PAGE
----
another ethnographic study. Adopting a Deweyan framework she emphasizes
the role of context in studies about students' and teachers' beliefs
about SLA. Her case study on the beliefs of one ESL teacher and her
student shows that students' and teachers' beliefs about SLA and
actions both shape and are shaped by context. Like Sakui and Gaies, she
also emphasizes the interrelationship between beliefs and identity (cf.
Chapter 7). An interesting new aspect in this contribution is the
mutual influence of students' and teachers' beliefs.

In Chapter 9, "The Social Construction of Beliefs in the Language
Classroom", Devon Woods is faced with the goal of outlining a
constructivist and process-based decision- making model of the
'management of language learning'. This model is based on the notion of
event structuring. Woods applies this model by drawing on data from an
ongoing project in a Canadian ESL college classroom, in which the data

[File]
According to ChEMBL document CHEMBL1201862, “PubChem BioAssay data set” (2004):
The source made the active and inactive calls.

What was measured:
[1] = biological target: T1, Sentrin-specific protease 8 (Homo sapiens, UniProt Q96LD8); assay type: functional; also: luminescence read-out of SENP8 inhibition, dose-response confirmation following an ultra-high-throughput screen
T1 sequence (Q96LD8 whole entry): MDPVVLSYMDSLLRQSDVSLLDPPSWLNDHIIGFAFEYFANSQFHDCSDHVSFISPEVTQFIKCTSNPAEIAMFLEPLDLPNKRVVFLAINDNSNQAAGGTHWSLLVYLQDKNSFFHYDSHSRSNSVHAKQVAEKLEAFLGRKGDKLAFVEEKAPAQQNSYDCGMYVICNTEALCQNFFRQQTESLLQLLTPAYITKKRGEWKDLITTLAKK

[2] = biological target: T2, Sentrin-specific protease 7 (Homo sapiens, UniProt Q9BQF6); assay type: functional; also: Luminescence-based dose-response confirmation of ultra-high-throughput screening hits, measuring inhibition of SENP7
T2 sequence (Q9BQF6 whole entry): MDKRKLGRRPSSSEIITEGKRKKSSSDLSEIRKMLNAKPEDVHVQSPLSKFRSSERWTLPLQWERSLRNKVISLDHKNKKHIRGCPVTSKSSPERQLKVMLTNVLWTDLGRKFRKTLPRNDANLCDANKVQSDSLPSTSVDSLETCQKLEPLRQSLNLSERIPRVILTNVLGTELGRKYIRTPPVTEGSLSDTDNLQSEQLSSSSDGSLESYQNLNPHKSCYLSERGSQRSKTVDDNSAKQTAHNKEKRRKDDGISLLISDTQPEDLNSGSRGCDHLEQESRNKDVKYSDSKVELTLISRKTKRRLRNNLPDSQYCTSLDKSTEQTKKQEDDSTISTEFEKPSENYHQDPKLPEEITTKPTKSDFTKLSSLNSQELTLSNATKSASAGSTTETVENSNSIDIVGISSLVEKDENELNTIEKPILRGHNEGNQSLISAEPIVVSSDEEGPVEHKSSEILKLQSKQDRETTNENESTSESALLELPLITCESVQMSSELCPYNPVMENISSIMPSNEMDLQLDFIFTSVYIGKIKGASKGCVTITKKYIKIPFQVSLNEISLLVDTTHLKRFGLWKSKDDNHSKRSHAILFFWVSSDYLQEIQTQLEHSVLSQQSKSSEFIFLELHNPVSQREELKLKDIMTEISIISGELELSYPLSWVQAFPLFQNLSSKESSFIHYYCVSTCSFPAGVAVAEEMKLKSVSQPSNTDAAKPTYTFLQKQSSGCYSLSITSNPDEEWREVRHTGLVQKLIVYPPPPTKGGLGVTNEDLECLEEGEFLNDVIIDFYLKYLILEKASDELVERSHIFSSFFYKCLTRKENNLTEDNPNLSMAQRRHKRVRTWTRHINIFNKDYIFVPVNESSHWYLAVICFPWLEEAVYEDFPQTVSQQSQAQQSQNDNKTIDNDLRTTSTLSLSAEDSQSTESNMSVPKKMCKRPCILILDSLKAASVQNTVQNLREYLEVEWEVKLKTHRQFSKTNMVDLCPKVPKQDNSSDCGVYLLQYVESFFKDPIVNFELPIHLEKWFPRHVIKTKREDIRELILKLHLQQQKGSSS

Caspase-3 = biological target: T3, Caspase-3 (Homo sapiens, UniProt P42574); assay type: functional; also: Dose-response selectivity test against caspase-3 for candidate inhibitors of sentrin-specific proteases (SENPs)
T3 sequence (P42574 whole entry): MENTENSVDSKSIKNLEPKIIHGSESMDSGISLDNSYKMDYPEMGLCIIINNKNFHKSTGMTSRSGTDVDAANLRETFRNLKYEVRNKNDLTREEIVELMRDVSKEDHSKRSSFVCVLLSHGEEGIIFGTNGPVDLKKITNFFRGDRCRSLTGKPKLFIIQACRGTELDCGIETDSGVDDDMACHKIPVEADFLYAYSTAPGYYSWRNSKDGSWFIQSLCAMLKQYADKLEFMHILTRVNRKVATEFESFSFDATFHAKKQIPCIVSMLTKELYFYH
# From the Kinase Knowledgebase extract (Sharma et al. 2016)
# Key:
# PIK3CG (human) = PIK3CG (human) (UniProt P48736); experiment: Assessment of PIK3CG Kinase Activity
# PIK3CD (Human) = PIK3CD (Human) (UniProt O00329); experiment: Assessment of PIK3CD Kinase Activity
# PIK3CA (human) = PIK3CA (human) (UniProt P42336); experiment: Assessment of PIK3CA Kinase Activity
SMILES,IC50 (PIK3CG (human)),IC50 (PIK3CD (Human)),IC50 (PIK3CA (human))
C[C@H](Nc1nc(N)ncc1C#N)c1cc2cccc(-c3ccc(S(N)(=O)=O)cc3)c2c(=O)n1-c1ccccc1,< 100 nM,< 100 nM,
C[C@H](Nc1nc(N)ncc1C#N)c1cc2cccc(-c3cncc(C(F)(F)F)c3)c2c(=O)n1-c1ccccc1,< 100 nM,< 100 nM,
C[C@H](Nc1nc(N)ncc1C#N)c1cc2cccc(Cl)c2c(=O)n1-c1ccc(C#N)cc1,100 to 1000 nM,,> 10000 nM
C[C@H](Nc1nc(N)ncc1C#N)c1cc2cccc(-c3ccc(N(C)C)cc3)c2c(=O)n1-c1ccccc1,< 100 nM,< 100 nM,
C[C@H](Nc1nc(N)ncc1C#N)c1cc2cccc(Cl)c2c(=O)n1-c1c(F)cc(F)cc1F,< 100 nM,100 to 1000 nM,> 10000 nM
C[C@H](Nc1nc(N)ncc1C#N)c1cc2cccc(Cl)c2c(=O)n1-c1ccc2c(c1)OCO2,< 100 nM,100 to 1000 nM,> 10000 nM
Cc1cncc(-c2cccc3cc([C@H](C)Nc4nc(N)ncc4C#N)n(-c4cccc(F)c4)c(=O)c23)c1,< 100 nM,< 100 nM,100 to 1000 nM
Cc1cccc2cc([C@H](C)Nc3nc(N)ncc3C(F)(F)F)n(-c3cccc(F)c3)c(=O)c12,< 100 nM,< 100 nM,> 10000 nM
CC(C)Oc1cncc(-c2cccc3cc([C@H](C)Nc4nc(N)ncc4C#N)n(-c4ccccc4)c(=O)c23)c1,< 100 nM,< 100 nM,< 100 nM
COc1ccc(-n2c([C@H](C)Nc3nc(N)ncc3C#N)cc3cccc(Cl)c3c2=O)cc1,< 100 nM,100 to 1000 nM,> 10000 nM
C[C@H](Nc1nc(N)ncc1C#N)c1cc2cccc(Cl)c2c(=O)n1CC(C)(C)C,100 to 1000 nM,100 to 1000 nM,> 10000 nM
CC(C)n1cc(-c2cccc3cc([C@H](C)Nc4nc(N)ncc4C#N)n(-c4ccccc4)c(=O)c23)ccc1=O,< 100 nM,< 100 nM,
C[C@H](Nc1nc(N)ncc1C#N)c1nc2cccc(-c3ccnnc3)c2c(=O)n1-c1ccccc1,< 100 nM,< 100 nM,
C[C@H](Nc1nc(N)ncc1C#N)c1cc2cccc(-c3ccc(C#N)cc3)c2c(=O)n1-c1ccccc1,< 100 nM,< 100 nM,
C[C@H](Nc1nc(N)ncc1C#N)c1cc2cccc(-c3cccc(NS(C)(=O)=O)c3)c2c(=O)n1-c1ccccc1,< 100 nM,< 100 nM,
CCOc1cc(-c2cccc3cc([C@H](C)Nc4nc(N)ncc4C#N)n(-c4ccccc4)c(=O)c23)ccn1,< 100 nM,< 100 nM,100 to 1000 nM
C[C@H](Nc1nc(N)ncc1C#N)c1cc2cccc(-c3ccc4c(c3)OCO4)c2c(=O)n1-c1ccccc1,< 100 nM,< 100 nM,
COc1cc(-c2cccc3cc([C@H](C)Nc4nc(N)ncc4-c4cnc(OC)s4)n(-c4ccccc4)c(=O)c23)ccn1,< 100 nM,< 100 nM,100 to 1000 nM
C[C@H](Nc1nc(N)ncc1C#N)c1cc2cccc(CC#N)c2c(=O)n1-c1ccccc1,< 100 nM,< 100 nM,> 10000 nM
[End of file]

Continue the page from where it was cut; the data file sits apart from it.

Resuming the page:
was collected by a variety of means (case studies, interviews, etc.).
His study reveals the types of decisions that students and teachers
make and how their beliefs influence this process.

In their concluding remarks the editors underline the unity and
diversity which characterize the contributions in this volume. There is
unity with regard to terminology, namely the use of the term 'belief',
and the fundamental understanding of beliefs as socially constructed.
Every article can be grouped within the contextual approach (cf.
Chapter 1). All researchers opted for an emic perspective and
investigated beliefs in their specific context. Last, but not least,
the editors call attention to the qualitative or interpretative nature